The Triumphal Arch of Emperor Maximilian I

Jun 27, 2019 0 comments

Triumphal Arch

Like many rulers, the Holy Roman Emperor Maximilian I had a fascination for large monuments, but instead of actually building them he romanticized them on paper. One of his most famous commissions was The Triumphal Arch, composed of 195 woodcut prints which, when arranged, formed a grandiose arch standing twelve feet high and ten feet wide. Maximilian commissioned other ambitious woodcut projects but The Triumphal Arch is the only one that was completed during his lifetime, and it remains one of the largest prints ever to be produced.

The arch was designed by a Tyrolean architect and court painter Jörg Kölderer, modeled after the triumphal arches constructed by the Roman Emperors. The iconography of The Arch was dictated by Maximilian himself celebrating his life and his accomplishment.

The arch features three gates entitled “Honour and Might”, “Praise”, and “Nobility”, each illustrated with scenes relating to Maximilian’s life, including political allegiances, marriages, familial bonds, major battles, as well as his personal triumphs and endeavors. Above the central arch is Maximilian’s family tree and depiction of the mythical kingdoms of Francia, Sicambria and Troia. These are flanked by towers containing busts of emperors and kings on the left, and Maximilian's ancestors on the right. Many panels contain descriptive texts, and a long inscription at the bottom describes the contents of the whole arch.

Triumphal Arch

Detail of pinnacle from a colored impression.

A large number of artists were involved in the making of the arch, as evident from the different styles, and this lack of uniformity causes the arch to have an “unbalanced structure” that—as The British Museum observes—“makes the work difficult to comprehend, and tends to overwhelm the excellence of some of the individual cuts as well as detract from the lesser quality of others”.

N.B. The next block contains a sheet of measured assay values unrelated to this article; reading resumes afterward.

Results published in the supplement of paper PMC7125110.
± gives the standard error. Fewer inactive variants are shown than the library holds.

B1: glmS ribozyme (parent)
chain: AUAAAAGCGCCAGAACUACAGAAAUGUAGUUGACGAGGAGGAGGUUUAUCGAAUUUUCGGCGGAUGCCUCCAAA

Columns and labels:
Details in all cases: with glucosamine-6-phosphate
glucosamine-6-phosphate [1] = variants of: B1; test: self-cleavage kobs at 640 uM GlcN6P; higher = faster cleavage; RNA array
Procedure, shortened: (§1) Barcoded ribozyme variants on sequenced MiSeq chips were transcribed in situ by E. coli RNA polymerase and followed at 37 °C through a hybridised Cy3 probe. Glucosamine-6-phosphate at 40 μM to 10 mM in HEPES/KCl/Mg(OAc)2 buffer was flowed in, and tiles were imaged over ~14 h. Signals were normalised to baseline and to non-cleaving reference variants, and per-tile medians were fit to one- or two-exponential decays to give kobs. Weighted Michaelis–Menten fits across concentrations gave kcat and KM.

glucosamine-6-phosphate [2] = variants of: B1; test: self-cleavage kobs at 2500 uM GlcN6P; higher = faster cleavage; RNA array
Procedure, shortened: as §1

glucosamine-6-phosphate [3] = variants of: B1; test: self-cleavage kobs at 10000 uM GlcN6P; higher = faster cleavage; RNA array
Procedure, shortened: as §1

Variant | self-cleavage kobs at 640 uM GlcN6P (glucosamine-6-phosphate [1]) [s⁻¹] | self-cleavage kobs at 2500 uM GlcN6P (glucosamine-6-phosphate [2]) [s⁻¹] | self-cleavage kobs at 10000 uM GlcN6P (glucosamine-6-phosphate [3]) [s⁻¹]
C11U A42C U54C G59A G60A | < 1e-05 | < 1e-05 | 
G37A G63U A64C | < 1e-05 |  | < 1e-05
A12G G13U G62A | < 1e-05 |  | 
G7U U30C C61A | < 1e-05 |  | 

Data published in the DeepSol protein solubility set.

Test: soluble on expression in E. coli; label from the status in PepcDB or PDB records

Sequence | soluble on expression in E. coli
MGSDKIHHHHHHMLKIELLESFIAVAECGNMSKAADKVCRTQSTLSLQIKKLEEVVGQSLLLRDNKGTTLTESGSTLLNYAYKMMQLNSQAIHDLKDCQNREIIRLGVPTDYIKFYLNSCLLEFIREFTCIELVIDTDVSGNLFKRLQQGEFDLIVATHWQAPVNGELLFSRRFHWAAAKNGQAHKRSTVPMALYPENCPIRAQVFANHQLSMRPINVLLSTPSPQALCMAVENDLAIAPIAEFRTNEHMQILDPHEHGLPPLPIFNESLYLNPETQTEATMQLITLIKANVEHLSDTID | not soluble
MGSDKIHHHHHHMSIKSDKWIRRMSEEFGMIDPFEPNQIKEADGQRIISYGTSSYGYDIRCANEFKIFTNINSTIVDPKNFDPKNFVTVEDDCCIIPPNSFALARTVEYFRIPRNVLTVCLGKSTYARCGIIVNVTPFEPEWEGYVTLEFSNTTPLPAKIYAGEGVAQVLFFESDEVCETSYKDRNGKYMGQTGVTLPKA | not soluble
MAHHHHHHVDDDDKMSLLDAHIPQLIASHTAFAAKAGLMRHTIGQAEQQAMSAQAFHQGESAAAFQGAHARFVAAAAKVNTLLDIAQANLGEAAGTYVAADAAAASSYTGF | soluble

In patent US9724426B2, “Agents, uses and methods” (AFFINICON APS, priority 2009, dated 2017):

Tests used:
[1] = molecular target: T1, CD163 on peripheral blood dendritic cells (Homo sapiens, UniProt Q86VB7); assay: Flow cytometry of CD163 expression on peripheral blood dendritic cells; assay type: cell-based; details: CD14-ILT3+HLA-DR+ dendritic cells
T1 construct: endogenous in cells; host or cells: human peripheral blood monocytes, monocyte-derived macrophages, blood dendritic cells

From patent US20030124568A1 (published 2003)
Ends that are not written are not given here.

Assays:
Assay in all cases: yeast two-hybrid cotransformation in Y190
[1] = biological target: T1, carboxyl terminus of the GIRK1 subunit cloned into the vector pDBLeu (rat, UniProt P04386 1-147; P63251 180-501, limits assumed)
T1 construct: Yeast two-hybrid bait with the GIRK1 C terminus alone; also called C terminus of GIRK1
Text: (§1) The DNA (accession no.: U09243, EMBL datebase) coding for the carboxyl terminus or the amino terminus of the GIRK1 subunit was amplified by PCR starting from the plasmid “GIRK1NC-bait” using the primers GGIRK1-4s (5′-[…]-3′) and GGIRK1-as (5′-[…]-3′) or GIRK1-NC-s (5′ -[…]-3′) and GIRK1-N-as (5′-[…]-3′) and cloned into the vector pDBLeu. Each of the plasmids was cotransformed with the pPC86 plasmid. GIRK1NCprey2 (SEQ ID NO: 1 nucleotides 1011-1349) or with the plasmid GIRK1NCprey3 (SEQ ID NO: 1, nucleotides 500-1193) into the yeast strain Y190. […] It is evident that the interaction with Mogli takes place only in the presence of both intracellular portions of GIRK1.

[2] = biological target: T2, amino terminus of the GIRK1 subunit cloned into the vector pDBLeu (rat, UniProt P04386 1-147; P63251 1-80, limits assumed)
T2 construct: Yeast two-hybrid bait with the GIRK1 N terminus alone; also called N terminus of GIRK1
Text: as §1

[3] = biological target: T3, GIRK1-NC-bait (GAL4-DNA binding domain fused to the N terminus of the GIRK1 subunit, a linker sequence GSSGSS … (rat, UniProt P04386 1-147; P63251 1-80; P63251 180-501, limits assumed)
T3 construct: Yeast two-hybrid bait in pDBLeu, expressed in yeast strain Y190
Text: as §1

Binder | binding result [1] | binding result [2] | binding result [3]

About seven hundred sets of impressions were printed in the first edition in 1517-18, and given by Maximilian as gifts, mostly to the cities and princes of the Holy Roman Empire. He expected them to paste the prints on walls of their palaces and city halls. Copies of the first edition now exist at the British Museum, the Albertina in Vienna, and museums in Berlin, Copenhagen, Prague, and elsewhere.

A second edition of about three hundred copies were printed by Maximilian's grandson, Archduke Ferdinand, after Maximilian’s death, and a third edition by Archduke Charles, Ferdinand's son, much later. By the late 18th century, many of the woodblocks had considerably wore out. In spite of the wear and missing pieces, prints continued to be printed as late as the late 19th century.

Of the original 195 blocks, 171 survive and are held by the Albertina, Vienna.

Triumphal Arch

The Betrothal of Maximilian with Mary of Burgundy.

Triumphal Arch

The Congress of Princes at Vienna.

Triumphal Arch


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